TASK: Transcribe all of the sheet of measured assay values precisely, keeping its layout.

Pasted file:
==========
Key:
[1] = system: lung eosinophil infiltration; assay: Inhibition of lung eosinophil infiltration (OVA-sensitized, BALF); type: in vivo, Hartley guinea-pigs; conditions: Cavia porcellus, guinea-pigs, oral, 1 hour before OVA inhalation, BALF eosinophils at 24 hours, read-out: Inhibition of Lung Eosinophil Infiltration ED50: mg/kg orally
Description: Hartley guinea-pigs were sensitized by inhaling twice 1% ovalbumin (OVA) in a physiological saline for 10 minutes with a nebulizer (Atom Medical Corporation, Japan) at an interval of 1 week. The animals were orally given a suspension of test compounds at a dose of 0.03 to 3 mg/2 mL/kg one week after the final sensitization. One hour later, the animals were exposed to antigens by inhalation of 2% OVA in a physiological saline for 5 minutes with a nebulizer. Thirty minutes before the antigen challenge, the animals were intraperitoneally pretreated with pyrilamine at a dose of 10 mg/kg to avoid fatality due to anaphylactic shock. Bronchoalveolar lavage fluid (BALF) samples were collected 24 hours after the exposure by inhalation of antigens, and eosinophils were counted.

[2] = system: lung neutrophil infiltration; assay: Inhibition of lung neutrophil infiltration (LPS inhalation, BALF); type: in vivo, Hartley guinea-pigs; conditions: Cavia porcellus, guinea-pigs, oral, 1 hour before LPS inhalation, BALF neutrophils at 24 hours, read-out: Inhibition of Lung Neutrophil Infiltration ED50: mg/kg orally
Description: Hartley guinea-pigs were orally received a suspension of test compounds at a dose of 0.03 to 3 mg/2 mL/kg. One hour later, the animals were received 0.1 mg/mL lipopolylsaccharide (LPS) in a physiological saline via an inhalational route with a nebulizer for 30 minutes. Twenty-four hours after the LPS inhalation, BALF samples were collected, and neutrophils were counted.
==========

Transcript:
Key:
[1] = system: lung eosinophil infiltration; assay: Inhibition of lung eosinophil infiltration (OVA-sensitized, BALF); type: in vivo, Hartley guinea-pigs; conditions: Cavia porcellus, guinea-pigs, oral, 1 hour before OVA inhalation, BALF eosinophils at 24 hours, read-out: Inhibition of Lung Eosinophil Infiltration ED50: mg/kg orally
Description: Hartley guinea-pigs were sensitized by inhaling twice 1% ovalbumin (OVA) in a physiological saline for 10 minutes with a nebulizer (Atom Medical Corporation, Japan) at an interval of 1 week. The animals were orally given a suspension of test compounds at a dose of 0.03 to 3 mg/2 mL/kg one week after the final sensitization. One hour later, the animals were exposed to antigens by inhalation of 2% OVA in a physiological saline for 5 minutes with a nebulizer. Thirty minutes before the antigen challenge, the animals were intraperitoneally pretreated with pyrilamine at a dose of 10 mg/kg to avoid fatality due to anaphylactic shock. Bronchoalveolar lavage fluid (BALF) samples were collected 24 hours after the exposure by inhalation of antigens, and eosinophils were counted.

[2] = system: lung neutrophil infiltration; assay: Inhibition of lung neutrophil infiltration (LPS inhalation, BALF); type: in vivo, Hartley guinea-pigs; conditions: Cavia porcellus, guinea-pigs, oral, 1 hour before LPS inhalation, BALF neutrophils at 24 hours, read-out: Inhibition of Lung Neutrophil Infiltration ED50: mg/kg orally
Description: Hartley guinea-pigs were orally received a suspension of test compounds at a dose of 0.03 to 3 mg/2 mL/kg. One hour later, the animals were received 0.1 mg/mL lipopolylsaccharide (LPS) in a physiological saline via an inhalational route with a nebulizer for 30 minutes. Twenty-four hours after the LPS inhalation, BALF samples were collected, and neutrophils were counted.